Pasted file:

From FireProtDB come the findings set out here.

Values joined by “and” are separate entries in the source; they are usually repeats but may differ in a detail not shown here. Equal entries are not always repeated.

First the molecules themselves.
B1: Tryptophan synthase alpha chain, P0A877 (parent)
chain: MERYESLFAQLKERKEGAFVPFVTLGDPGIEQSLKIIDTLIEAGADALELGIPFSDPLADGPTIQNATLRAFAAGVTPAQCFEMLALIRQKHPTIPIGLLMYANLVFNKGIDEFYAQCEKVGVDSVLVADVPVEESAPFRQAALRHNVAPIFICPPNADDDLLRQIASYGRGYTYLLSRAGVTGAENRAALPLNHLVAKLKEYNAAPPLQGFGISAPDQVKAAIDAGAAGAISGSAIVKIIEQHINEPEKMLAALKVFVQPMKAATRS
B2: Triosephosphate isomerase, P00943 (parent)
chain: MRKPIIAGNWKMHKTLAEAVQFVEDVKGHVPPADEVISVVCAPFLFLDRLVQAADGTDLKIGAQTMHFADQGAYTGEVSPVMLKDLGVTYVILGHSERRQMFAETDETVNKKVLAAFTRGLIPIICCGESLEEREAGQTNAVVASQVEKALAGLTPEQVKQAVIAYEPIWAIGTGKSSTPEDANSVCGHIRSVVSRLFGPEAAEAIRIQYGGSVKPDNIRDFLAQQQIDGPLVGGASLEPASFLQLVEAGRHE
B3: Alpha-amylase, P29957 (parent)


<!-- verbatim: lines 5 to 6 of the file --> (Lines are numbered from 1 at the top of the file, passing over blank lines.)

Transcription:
chain: MERYESLFAQLKERKEGAFVPFVTLGDPGIEQSLKIIDTLIEAGADALELGIPFSDPLADGPTIQNATLRAFAAGVTPAQCFEMLALIRQKHPTIPIGLLMYANLVFNKGIDEFYAQCEKVGVDSVLVADVPVEESAPFRQAALRHNVAPIFICPPNADDDLLRQIASYGRGYTYLLSRAGVTGAENRAALPLNHLVAKLKEYNAAPPLQGFGISAPDQVKAAIDAGAAGAISGSAIVKIIEQHINEPEKMLAALKVFVQPMKAATRS
B2: Triosephosphate isomerase, P00943 (parent)